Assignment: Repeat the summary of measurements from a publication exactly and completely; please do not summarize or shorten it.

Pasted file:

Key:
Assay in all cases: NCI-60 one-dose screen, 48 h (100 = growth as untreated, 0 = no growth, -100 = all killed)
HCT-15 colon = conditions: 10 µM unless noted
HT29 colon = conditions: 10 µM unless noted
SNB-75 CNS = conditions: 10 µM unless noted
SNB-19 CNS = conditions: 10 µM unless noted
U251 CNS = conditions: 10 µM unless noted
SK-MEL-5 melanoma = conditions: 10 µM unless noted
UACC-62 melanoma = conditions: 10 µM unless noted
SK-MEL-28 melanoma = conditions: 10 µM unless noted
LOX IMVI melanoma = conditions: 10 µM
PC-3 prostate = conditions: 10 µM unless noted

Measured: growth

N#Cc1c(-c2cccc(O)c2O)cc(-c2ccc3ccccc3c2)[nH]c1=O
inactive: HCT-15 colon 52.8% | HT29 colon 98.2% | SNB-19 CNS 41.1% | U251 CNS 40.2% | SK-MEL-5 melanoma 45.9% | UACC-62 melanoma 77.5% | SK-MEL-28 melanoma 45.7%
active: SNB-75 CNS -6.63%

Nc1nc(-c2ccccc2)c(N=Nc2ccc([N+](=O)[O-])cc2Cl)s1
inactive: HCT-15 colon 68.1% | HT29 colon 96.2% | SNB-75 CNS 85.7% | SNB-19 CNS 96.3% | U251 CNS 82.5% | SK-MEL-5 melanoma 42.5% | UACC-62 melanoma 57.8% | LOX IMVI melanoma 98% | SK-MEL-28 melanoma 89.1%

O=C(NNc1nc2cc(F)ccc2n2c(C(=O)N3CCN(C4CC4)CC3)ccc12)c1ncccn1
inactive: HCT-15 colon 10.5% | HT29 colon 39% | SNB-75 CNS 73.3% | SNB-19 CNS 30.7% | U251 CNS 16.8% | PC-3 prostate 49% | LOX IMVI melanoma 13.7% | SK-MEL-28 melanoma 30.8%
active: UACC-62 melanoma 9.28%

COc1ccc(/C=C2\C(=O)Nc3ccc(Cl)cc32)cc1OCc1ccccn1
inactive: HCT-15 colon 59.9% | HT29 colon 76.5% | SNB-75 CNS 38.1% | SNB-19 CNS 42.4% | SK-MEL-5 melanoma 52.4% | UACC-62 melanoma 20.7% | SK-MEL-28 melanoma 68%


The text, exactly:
Key:
Assay in all cases: NCI-60 one-dose screen, 48 h (100 = growth as untreated, 0 = no growth, -100 = all killed)
HCT-15 colon = conditions: 10 µM unless noted
HT29 colon = conditions: 10 µM unless noted
SNB-75 CNS = conditions: 10 µM unless noted
SNB-19 CNS = conditions: 10 µM unless noted
U251 CNS = conditions: 10 µM unless noted
SK-MEL-5 melanoma = conditions: 10 µM unless noted
UACC-62 melanoma = conditions: 10 µM unless noted
SK-MEL-28 melanoma = conditions: 10 µM unless noted
LOX IMVI melanoma = conditions: 10 µM
PC-3 prostate = conditions: 10 µM unless noted

Measured: growth

N#Cc1c(-c2cccc(O)c2O)cc(-c2ccc3ccccc3c2)[nH]c1=O
inactive: HCT-15 colon 52.8% | HT29 colon 98.2% | SNB-19 CNS 41.1% | U251 CNS 40.2% | SK-MEL-5 melanoma 45.9% | UACC-62 melanoma 77.5% | SK-MEL-28 melanoma 45.7%
active: SNB-75 CNS -6.63%

Nc1nc(-c2ccccc2)c(N=Nc2ccc([N+](=O)[O-])cc2Cl)s1
inactive: HCT-15 colon 68.1% | HT29 colon 96.2% | SNB-75 CNS 85.7% | SNB-19 CNS 96.3% | U251 CNS 82.5% | SK-MEL-5 melanoma 42.5% | UACC-62 melanoma 57.8% | LOX IMVI melanoma 98% | SK-MEL-28 melanoma 89.1%

O=C(NNc1nc2cc(F)ccc2n2c(C(=O)N3CCN(C4CC4)CC3)ccc12)c1ncccn1
inactive: HCT-15 colon 10.5% | HT29 colon 39% | SNB-75 CNS 73.3% | SNB-19 CNS 30.7% | U251 CNS 16.8% | PC-3 prostate 49% | LOX IMVI melanoma 13.7% | SK-MEL-28 melanoma 30.8%
active: UACC-62 melanoma 9.28%

COc1ccc(/C=C2\C(=O)Nc3ccc(Cl)cc32)cc1OCc1ccccn1
inactive: HCT-15 colon 59.9% | HT29 colon 76.5% | SNB-75 CNS 38.1% | SNB-19 CNS 42.4% | SK-MEL-5 melanoma 52.4% | UACC-62 melanoma 20.7% | SK-MEL-28 melanoma 68%